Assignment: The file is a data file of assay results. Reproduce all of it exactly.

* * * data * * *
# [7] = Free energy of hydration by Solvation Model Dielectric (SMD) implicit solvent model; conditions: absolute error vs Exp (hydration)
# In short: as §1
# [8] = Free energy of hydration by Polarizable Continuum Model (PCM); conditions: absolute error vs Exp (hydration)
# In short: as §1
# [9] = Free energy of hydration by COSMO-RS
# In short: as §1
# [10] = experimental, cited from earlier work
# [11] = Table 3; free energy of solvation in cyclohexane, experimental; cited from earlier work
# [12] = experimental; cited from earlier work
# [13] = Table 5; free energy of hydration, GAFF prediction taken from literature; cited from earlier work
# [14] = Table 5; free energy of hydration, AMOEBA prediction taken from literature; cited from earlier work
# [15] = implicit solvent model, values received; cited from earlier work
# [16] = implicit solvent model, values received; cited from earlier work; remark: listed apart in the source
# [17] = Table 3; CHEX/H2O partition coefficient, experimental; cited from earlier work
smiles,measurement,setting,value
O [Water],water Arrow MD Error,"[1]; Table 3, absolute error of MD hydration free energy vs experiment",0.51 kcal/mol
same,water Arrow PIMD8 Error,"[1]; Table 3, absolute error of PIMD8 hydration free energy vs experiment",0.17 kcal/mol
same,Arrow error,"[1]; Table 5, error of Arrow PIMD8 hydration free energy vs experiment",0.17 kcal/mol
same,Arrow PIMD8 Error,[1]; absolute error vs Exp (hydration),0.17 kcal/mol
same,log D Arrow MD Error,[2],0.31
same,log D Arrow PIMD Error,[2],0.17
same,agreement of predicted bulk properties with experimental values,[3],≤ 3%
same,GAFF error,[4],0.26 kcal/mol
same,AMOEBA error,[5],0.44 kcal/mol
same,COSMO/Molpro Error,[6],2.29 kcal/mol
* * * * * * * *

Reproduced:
# [7] = Free energy of hydration by Solvation Model Dielectric (SMD) implicit solvent model; conditions: absolute error vs Exp (hydration)
# In short: as §1
# [8] = Free energy of hydration by Polarizable Continuum Model (PCM); conditions: absolute error vs Exp (hydration)
# In short: as §1
# [9] = Free energy of hydration by COSMO-RS
# In short: as §1
# [10] = experimental, cited from earlier work
# [11] = Table 3; free energy of solvation in cyclohexane, experimental; cited from earlier work
# [12] = experimental; cited from earlier work
# [13] = Table 5; free energy of hydration, GAFF prediction taken from literature; cited from earlier work
# [14] = Table 5; free energy of hydration, AMOEBA prediction taken from literature; cited from earlier work
# [15] = implicit solvent model, values received; cited from earlier work
# [16] = implicit solvent model, values received; cited from earlier work; remark: listed apart in the source
# [17] = Table 3; CHEX/H2O partition coefficient, experimental; cited from earlier work
smiles,measurement,setting,value
O [Water],water Arrow MD Error,"[1]; Table 3, absolute error of MD hydration free energy vs experiment",0.51 kcal/mol
same,water Arrow PIMD8 Error,"[1]; Table 3, absolute error of PIMD8 hydration free energy vs experiment",0.17 kcal/mol
same,Arrow error,"[1]; Table 5, error of Arrow PIMD8 hydration free energy vs experiment",0.17 kcal/mol
same,Arrow PIMD8 Error,[1]; absolute error vs Exp (hydration),0.17 kcal/mol
same,log D Arrow MD Error,[2],0.31
same,log D Arrow PIMD Error,[2],0.17
same,agreement of predicted bulk properties with experimental values,[3],≤ 3%
same,GAFF error,[4],0.26 kcal/mol
same,AMOEBA error,[5],0.44 kcal/mol
same,COSMO/Molpro Error,[6],2.29 kcal/mol